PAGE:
I didn’t accomplish my dream—to publish a fiction book with my name on it—until I was thirty-four, a solid decade after I thought it would happen. I’m very thrilled with the odd path I took to get to that, but I have been exactly where Lina is in this episode. That’s why I appreciated that Jane was willing to sit down with Lina and figure out some sort of plan to help her get out of her rut. How does she become a stylist? Well, LET’S FIGURE IT OUT. That’s basically Jane’s response, and I’m so emotional about Jane’s willingness to do this for her friends. I LOVE THESE TWO SO MUCH.
I was ready to trust him a little bit more but NOPE. First: It was a relief to find out that Michael hadn’t misused his powers as a cop as he had done in the past. (Something that’s just way too common on like… all shows ever. But that’s a separate essay for another day.) His boat really was where he said it was going to be!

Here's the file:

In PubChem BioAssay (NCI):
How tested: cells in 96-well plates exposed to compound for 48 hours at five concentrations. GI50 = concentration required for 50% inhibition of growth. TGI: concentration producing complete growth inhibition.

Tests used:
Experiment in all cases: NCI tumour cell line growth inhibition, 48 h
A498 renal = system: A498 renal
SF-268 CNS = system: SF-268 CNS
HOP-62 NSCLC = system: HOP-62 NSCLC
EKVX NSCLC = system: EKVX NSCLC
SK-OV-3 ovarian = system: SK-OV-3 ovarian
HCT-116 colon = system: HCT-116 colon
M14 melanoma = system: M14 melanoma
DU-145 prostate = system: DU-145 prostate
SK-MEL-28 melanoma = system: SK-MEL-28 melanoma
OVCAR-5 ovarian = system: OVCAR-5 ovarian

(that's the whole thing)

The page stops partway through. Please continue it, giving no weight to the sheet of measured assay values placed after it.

But y’all. Call me a cynic, but I have a sneaking suspicion that Derek set up Rafael for the insider trading nonsense we’re about to see. Rafael thought he was playing Derek by keeping him drunk, BUT WHAT IF IT WAS THE OTHER WAY AROUND??? What if Derek encouraged all that so that Rafael would be drunk and unable to remember what actually happened when he bought that stock? HI I STILL DON’T TRUST DEREK.
I was ready. I WAS READY FOR A WHOLE THING I WAS GONNA WRITE ABOUT HOW MAGDA’S WORDS FUCKED UP PETRA. And they still did! But now I understand something: Petra did get treatment for her postpartum!!! She’s on new medication! SHE DID STAY AT HOME THOUGH AND DID NOT LEAVE.
H O W???????? HOW DID PETRA HAVE A TWIN THIS ENTIRE TIME??? Were there clues??? Did I just miss it??? Oh my god, y’all, HELP ME, I DIDN’T SEE THIS TWIST COMING??????? I have a million questions and instead of trying to answer them—I literally have no fucking clue what to do with this—I’m just gonna watch the next episode. What the fuck???
The video for “Chapter Thirty-Nine” can be downloaded here for $0.99.